6. Understand the difference between ‘controlling their environment’, and ‘controlling you.’
Having anxiety means you will try to control everything that could go wrong in a situation. It is very hard work. Trying to make yourself feel safe in your environment is paramount. Those with anxiety aren’t trying to control you, they are trying to control their anxiety attacks. Sometimes this comes across the wrong way, and you may get frustrated, but remember: it’s nothing personal. Try to talk things out gently, and do your best to refrain from criticism.
7. Anxiety doesn’t always look the same.
One day a person with anxiety may be outwardly showing more fear, the next day they might appear more frustrated. Anxiety changes day to day, and it’s important to remember that. If someone seems extra-cranky or depressed, be compassionate and remind them you are on their side.
8. Anxiety has nothing to do with courage.
Read: 4 Ways to Effectively Deal with Anxiety
There is a common misconception about anxiety- that those who have it are weak, or lack courage. This could not be further from the truth.
Courage is pushing past the edge – moving beyond the limits. While we all have limits, those with anxiety are more aware of theirs. And this means that they are always facing up to the things that push them. Admitting our limits takes courage, and people with anxiety have loads of it. Knowing what triggers their anxiety stems from lots of introspection and extrospection, which has it’s benefits too. All of this examination causes these people to be more sensitive to the things around them. They are just as sensitive to you as they are to the world around them- and this makes them some of the best people to be around.
9. They can (and will) tell you how they feel, but you need to listen.
Just because someone has anxiety, it doesn’t mean they can’t talk about how they feel. Communication happens when they are ready. And if they are ready, please listen to them. Usually, those with anxiety have opened up in the past and been met with disregard. This causes more worry and stress about speaking up. Next time, give them a chance to speak, and take the time to listen.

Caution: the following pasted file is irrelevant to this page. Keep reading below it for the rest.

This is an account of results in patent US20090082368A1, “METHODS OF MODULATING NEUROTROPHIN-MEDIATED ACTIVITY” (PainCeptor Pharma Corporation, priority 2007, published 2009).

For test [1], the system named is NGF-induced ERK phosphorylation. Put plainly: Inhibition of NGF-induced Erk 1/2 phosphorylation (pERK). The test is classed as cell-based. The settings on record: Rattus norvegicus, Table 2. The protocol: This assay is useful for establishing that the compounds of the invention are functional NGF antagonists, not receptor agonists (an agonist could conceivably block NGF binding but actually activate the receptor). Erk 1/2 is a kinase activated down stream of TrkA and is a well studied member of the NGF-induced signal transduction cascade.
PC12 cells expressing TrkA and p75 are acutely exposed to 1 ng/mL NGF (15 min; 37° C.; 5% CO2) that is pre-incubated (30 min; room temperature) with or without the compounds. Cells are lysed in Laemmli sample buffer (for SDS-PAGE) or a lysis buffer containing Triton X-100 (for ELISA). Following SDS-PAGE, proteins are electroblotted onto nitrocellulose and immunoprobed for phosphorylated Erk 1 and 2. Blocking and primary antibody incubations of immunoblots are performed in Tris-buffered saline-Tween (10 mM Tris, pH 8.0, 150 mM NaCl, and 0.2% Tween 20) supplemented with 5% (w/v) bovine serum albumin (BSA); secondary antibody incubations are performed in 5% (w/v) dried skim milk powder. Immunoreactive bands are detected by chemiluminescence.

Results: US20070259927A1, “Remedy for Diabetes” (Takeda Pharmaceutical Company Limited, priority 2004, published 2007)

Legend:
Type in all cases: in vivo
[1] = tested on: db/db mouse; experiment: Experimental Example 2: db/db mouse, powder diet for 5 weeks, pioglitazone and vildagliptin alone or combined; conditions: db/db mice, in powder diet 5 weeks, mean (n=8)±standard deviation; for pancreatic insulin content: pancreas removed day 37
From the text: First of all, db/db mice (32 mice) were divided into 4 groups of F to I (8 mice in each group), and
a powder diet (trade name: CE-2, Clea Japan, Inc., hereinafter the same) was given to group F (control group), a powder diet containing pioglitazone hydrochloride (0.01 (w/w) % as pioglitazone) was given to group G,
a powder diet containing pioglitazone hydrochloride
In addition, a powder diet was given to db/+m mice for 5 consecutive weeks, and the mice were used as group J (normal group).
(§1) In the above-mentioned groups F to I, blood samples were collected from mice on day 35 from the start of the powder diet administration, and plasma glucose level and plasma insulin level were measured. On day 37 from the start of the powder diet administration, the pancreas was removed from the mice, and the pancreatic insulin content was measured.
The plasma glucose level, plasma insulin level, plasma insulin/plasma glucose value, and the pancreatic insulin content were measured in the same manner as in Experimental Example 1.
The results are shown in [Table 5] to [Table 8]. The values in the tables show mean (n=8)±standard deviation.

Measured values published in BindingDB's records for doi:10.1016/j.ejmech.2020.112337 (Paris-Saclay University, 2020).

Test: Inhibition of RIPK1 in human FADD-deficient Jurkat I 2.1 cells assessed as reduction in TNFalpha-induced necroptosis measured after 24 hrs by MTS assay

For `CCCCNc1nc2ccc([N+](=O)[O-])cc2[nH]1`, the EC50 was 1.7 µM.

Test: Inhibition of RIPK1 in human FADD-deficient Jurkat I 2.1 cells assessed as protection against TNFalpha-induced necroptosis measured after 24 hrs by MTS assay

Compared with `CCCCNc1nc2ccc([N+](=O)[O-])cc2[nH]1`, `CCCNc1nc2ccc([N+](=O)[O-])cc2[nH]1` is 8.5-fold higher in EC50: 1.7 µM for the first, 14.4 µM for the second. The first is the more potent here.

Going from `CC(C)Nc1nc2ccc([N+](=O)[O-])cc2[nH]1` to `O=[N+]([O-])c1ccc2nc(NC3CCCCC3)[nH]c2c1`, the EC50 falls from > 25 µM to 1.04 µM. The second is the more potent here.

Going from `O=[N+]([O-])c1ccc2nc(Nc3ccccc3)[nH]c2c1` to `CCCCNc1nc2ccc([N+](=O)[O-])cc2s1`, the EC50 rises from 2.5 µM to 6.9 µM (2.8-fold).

10. Let them know there is always an “out.”
Living in a hyper-tense state is one of the biggest contributors to anxiety. Continuously being aware of everything is overwhelming, and what seems fun to you may be a sensory-nightmare to someone with anxiety. If you are planning an evening out, or an adventurous afternoon, always let them know they can leave at any time. Remove the possible feeling of being trapped by ensuring they have an out.
11. They are awesome, and that’s why we love them.
It’s easy to become consumed with the bleak and dreary parts of any issue, but a big part of overcoming that is to remember the person more than the issue itself. Remembering the amazing person you love is part of the process.
Choose the see the positive in situations. Choose to see the bright side.
Choose to see the awesomeness in them, and they will see it too.
These are the 11 things I have come up with as a basic reminder to keep handy when loving someone with anxiety. Although I believe these will help most of you, it is safe to say that we are all unique individuals and what works for some may not work for others. But there is one thing that DOES work for everyone, and it helps more people than you know- loving compassion. Even if you don’t understand what triggers anxiety, and if you don’t know what to do to help, being there and being sensitive to their issues will be appreciated.
Do you or someone you know have social anxiety or anxiety? What methods have you found to help? Let us know about your experiences, in the comments below.
Written by Raven Fon